Warren Buffett, ranked as the number one billionaire in the entire world, according to Forbes Magazine, has been quoted as saying: “Price is what you pay – value is what you get.”
What does this mean?
Every customer, patron, ticket buyer or donor wants the same thing you do: a good value. By delivering a good value to your customers, patrons, ticket buyers or donors, they will pay whatever price you set.
Sound too good to be true? It’s not really. You simply need to have a clear understanding of what customers, patrons, ticket buyers, donors, or anyone else you wish to sell your services or produces to, value.
Understanding the Roots of Value- Step #1:
Start by building relationships and building trust. Value implies trust so start by building it. Always underpromise and overdeliver.
An example of this would be:
“I’ll have this project done for you within one week.” but instead you complete it and deliver it to the client in three days.
Another example would be:
“This project will cost about $1,000″ but it actually turns out to cost the client less and you charge them only $950.
Yet another example would be:
” I need 30 minutes of your time” but actually only needing 15.
As simple as it sounds, by becoming known for keeping your promise and doing what you say, and in even the smallest ways offering more then you promise, you create perceived and real value for your customer.
I cannot tell you, over the years, how teaching artists to simply promptly return all of their emails and phone calls the same day or the very next morning, and following up with prospects as promised, is the single most important inexpensive way to create value. Why? Because so many people on this planet do not do this! Look around at all the horrible customer service major companies provide. Our world is so conditioned to expect bad service, which is why so many people focus on price, that when you actually deliver good– or better– extraordinary service, you have already gone a long way towards building trust and the roots of perceived value you need with your client.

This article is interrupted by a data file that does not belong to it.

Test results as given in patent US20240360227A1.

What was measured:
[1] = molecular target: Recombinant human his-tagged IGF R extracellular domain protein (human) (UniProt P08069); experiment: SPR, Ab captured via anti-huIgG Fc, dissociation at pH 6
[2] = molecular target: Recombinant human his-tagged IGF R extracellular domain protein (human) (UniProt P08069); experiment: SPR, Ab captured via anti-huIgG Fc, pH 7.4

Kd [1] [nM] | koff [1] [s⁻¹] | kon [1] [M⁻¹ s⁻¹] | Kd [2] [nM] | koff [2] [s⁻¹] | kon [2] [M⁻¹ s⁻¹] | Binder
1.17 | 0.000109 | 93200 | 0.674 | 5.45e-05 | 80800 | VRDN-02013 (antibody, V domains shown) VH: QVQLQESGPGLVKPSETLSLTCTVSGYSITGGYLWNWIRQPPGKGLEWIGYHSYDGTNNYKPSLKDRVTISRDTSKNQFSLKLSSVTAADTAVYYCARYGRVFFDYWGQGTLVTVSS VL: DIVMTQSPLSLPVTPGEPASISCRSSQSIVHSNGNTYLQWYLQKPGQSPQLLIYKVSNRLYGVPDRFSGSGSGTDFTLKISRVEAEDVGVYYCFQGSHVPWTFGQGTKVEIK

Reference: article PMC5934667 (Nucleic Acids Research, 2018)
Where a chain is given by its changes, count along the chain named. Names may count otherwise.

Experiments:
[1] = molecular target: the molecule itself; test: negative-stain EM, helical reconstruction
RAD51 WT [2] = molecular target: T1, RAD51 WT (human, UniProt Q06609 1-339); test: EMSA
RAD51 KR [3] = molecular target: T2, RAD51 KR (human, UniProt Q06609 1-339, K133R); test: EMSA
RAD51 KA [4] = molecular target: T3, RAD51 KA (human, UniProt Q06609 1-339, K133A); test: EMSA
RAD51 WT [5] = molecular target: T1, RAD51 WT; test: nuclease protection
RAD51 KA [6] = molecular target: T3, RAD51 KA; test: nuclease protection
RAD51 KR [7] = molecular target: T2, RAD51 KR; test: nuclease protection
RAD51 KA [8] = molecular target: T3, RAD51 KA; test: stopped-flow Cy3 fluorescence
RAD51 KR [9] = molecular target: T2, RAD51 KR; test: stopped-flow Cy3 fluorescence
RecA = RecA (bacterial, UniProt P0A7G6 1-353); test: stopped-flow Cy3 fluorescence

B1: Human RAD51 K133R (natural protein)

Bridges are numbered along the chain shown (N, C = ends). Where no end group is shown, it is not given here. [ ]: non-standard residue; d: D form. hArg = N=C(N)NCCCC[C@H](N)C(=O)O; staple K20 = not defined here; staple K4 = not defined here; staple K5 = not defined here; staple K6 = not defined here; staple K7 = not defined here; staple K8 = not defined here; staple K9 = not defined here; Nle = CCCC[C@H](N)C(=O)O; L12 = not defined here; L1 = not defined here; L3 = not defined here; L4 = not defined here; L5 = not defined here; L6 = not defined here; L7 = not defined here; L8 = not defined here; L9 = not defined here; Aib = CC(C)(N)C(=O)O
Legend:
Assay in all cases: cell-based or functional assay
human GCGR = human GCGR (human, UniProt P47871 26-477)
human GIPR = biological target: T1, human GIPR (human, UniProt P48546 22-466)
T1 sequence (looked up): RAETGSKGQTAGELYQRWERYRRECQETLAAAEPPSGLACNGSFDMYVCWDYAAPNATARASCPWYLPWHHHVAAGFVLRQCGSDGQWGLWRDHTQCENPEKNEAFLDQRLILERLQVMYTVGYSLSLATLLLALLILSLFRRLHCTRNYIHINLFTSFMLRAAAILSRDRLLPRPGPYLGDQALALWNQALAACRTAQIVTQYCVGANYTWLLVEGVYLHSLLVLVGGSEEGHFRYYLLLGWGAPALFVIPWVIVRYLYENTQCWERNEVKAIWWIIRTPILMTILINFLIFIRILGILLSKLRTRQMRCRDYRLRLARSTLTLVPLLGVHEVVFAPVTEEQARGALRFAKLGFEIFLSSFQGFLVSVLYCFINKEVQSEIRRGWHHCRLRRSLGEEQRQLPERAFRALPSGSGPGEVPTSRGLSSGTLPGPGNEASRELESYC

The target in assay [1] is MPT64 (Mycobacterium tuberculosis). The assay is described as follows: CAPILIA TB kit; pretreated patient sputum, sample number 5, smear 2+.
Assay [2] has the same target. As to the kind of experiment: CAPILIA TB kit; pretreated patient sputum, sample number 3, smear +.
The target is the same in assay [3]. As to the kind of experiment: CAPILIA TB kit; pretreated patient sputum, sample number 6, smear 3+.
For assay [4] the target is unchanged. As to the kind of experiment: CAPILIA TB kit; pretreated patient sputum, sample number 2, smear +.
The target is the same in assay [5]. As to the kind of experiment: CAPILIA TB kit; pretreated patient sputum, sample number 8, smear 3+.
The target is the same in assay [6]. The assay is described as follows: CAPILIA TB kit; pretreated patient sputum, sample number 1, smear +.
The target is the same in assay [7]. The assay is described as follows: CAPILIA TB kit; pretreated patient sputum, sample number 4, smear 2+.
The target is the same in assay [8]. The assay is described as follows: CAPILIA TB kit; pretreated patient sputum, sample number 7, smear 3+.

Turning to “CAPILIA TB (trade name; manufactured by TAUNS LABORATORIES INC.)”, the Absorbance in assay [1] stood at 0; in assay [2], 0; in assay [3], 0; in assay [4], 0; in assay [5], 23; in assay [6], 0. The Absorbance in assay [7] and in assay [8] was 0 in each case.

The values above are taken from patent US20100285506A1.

Step #2: Always offer value that is greater than the price your customer pays.
The story I shared with you in part I of The Art of The Sale, illustrated this point, but let’s discuss it now in greater detail.
A product’s value should never be equal to its cost.
For example, your product might cost you $5 but you sell it for $10. The value to you is $10. But the value to the customer must be more than the selling price. If it was only worth $10 to the customer then they have no motivation to buy it. But if the value to them is say $25, greater than the selling price, they are motivated to trade their money for something of greater value.
The more the value exceeds the cost of the purchase, the more the customer will want to buy it from you.
So how do you create value that exceeds the cost of the purchase? The next part of Art in The Sale will help you understand how to create value.